I was thinking about my personal running challenge and the Little Engine that Could’s inspirational words this past week. I was also thinking about the students in my Web 2.0 course who are currently working on their major assignment for the course. This assignment asks students to complete an inquiry project that explores a variety of Web 2.0 tools and blog about their experiences learning about the tools for personal and professional uses. This term, I am team teaching the Web 2.0 course with my fabulous co-instructor Jennifer Branch and between us we are teaching about 45 students. Last week we were reading and commenting on the blogs to give our students some interim feedback as they enter the last month of the course.
It struck me as I read through the blogs and made the comments about them, that our students are likely feeling the same way about their blogs and their inquiry as I feel about running. Learning about Web 2.0 is hard; pushing yourself outside your comfort zone to learn how to ‘do’ Web 2.0 is challenging and uncomfortable. It would no doubt be easier to not learn about these tools, easier to not think about how to transform teaching and learning with technology, safer to just keep on doing things the way it has always been done. But just because it would be easier, safer, less stressful to ignore Web 2.0 and not take this course, I hope that by December, when the course is done, the students in this course will be proud of what they have achieved and happy that they took on this challenge to learn about Web 2.0. I hope that they persevere, like the Little Engine that Could, and continue to push themselves to learn more about technology and how they can use Web 2.0 tools to enhance their practice. I hope they are inspired to continue blogging or to introduce new tools to their students and colleagues or to keep playing with new tools. I hope they are no longer afraid to try something new.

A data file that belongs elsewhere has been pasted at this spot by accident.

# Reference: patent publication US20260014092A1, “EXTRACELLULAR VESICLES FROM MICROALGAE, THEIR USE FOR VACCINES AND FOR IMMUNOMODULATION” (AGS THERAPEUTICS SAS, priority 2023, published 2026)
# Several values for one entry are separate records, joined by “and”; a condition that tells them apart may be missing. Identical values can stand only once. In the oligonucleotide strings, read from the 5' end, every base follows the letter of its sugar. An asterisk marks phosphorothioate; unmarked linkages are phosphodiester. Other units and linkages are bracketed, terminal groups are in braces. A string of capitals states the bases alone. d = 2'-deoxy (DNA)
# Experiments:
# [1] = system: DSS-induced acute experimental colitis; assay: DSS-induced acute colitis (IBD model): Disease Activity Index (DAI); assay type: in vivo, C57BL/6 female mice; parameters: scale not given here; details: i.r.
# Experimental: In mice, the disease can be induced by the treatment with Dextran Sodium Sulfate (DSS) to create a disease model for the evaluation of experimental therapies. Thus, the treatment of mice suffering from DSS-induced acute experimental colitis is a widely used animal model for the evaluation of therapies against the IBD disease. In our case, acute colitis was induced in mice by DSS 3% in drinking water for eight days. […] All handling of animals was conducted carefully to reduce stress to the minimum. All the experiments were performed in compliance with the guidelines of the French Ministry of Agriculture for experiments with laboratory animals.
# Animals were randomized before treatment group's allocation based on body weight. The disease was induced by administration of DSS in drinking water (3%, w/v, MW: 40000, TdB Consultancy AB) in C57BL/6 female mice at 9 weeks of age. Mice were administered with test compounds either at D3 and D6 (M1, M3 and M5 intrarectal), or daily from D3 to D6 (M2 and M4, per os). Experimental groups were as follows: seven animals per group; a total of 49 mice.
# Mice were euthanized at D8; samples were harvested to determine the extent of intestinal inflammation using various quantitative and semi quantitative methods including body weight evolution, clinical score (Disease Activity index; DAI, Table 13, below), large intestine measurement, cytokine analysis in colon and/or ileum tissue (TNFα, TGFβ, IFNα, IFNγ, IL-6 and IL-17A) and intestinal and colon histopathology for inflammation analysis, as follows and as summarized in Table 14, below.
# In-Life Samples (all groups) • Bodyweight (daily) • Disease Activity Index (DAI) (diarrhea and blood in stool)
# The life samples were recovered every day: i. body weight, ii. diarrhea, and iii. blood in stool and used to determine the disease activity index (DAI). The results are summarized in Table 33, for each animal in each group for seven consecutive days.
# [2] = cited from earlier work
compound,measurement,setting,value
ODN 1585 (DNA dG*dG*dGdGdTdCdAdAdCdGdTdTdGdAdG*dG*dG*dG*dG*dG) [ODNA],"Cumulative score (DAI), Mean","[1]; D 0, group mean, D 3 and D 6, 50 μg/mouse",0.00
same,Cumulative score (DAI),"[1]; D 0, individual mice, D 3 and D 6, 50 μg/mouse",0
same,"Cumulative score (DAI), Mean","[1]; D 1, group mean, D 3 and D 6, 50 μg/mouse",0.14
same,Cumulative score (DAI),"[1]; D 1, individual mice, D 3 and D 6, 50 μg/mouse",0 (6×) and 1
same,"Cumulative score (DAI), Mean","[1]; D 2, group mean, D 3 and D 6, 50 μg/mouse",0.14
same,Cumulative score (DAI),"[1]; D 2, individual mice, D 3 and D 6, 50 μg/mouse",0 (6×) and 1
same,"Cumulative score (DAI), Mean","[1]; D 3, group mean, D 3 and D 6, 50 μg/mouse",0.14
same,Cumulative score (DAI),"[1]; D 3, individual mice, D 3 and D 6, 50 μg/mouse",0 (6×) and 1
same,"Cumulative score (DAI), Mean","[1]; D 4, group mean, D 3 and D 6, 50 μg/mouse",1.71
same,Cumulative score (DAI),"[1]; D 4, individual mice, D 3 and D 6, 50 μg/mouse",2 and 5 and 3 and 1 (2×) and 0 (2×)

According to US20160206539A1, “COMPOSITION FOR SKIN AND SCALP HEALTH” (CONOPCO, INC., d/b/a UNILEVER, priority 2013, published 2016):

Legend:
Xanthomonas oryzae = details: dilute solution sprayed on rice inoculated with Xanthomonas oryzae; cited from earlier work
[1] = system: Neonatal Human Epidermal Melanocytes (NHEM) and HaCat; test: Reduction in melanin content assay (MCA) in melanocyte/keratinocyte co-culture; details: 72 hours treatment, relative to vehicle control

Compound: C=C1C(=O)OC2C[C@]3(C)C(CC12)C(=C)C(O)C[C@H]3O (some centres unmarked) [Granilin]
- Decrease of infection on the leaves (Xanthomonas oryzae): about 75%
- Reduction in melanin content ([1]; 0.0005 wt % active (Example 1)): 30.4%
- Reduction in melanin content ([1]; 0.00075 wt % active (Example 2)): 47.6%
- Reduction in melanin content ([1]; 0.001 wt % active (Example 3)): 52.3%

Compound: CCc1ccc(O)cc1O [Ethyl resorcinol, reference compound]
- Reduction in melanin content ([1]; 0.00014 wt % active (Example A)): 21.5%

I know there probably have been times this term that my students have cursed me and this assignment! I know that my students are sometimes struggling to find their voices and to figure out how to work through this project. Inquiry is hard. Web 2.0 is hard. Running is hard. But sometimes working through these challenges and doing something that is really hard, means that in the end, when it is all finished, the accomplishment means so much more and feels so great. I will keep running, even though it is hard. I hope my students keep on playing with Web 2.0 and pushing themselves to successfully finish their inquiry projects, even though that too is hard. Each of us can channel the Little Engine that Could and remember his famous words, “I think I can, I think I can”.